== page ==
In case you don’t have 15-20 minutes to spare

Tip: When called for a phone survey, tell them that you work for a marketing or advertising firm. This usually renders you an ineligible subject. Often, they’ll explicitly ask you if this is the case, precluding the need to say “no” and hang up.


5 thoughts on “In case you don’t have 15-20 minutes to spare

  1. I am a host on a community radio station so that usually make me inelligible to do most phone surveys, so that’s another lie you can tell or ask about to get out of it.

  2. I shall hereby release for public use the “Fool-Proof Will Pate Telemarketer Repelling Method”:

    Cut them off as early as possible into the script (within the first 2-3 seconds is best).

    Say “NOT interested.” Have an attitude about it – imagine they are trying to hock you something you were glad to be rid of long ago.

    Hang up.

    If you do it right, you should get faster each time. This has worked every time but one for me: the government called back a second time, upon which I told them that even if the penalty was capital punishment I would still refuse to participate.

  3. Well, if I were to get a call from such a surveyor I tell them **NO**. If there is persistence a hangup or rudeness may follow. If a surveyor or marketer were to snailmail me a cheque (which cleared at the bank) and an appointment time, I would probably welcome the ‘phone call. *I* pay for my telephone service. Despite what corporate culture would have us believe, there is nothing “free” – no one gets something for nothing – there’s always a price.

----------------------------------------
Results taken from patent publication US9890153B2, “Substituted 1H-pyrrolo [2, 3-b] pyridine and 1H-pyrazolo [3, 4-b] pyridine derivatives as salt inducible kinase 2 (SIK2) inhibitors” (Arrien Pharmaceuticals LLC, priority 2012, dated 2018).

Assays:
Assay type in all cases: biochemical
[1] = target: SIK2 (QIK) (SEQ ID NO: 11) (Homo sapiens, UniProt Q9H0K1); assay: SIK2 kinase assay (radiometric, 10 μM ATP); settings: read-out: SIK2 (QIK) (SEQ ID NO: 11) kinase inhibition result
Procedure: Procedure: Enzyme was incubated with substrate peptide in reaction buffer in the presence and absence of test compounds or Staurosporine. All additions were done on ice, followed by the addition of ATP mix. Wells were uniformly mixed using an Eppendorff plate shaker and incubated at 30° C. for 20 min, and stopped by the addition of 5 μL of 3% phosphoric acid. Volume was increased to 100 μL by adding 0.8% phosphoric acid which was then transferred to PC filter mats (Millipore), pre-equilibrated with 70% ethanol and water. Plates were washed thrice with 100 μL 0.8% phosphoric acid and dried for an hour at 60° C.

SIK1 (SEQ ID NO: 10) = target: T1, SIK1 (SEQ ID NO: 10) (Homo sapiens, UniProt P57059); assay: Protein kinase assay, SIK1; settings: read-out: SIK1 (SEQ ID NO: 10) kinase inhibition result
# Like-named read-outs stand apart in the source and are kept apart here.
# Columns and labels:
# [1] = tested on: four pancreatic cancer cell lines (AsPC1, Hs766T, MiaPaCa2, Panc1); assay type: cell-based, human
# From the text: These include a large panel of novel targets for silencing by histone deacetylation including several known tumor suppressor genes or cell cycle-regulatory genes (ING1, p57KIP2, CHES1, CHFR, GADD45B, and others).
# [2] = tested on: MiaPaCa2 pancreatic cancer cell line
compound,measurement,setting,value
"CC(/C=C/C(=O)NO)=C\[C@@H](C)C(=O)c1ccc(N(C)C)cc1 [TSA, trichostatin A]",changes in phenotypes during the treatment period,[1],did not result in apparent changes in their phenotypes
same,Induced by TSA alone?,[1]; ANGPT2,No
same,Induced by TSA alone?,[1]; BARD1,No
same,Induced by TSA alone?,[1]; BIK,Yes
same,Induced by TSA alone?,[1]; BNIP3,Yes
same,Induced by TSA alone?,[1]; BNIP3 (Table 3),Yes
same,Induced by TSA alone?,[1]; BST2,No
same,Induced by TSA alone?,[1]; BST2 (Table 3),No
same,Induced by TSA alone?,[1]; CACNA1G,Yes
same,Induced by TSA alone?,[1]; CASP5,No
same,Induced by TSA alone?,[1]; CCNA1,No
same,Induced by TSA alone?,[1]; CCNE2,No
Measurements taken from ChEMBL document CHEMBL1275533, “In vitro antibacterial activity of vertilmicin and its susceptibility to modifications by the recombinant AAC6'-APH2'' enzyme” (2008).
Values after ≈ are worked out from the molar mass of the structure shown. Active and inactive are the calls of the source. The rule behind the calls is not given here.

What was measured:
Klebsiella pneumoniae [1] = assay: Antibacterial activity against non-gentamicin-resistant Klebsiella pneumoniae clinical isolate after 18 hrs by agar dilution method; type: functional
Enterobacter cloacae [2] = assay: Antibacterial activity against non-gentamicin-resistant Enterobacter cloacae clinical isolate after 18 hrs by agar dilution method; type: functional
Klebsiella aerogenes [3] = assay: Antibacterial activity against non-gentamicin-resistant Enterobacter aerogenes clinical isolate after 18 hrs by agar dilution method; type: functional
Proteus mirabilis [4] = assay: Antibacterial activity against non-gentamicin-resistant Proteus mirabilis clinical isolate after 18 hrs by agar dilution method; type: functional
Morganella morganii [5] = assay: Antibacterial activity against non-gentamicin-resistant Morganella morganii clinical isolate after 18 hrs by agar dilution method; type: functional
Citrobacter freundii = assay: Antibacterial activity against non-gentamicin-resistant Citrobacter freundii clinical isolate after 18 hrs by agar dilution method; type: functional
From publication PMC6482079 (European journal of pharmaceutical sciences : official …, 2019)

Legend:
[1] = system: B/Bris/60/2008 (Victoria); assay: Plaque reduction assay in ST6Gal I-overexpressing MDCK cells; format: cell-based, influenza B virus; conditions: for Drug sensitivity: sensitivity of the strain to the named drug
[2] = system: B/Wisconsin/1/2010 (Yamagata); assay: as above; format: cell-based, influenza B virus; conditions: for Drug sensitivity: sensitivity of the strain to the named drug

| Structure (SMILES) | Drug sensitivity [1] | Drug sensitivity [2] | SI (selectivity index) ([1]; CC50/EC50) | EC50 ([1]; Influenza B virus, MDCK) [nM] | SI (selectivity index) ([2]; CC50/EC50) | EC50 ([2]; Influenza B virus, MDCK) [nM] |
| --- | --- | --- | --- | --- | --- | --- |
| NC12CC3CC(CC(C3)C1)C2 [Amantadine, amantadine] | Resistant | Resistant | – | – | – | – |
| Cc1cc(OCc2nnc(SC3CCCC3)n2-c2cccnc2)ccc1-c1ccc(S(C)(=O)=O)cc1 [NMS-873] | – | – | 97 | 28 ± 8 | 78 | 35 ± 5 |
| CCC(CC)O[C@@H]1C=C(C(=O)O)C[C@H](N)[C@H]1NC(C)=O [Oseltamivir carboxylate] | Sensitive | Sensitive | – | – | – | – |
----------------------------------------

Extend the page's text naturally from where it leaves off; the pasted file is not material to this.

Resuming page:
I am compelled to live in the “real world”, to act appropriatly with respect to reality. So should telephone trolls.

  4. There is a site set up by the Canadian Marketing Association where you can register for the Do Not Contact list for three years. Apparently, such a venue and list is required by law. Also, supposedly 80% of the solicitations that most people get are by marketers who are a part of the CMA, and who will abide by your wish not to be contacted. You can opt out of being called and of receiving snail-mail marketing.

    I say ‘apparently’ and ‘supposedly’ because I have not tried this out myself (it takes 3 months to come into affect) because 1) I am slightly wary of registering for anything that has to do with marketers, and 2) I am currently not being bothered by any marketing.

    Yet, I believe this to be above board, and if I were to be bothered by marketers, I’d sign up. (I did get my parents to sign up since they are heavily inundated with calls and mail)

    Here’s the link for the Do Not Contact page. If anyone tries it and notices a difference (good or bad), maybe you could report back here or something?

  5. I remember about 20-25 years ago, my family would get in the mail, maybe once a year, a survey to fill out. It was only memorable to me because the surveyors would tape or glue some money to the survey as payment for hopefully filling it out. I believe it was tv viewing habits?

    I don’t remember the amount of money. Seems it was enough to get me to offer to fill out the survey for the family if I got the money. It may have only been a quarter. If that’s all it was, then I sold myself short.

    Could a quarter ever have been that valuable to me?

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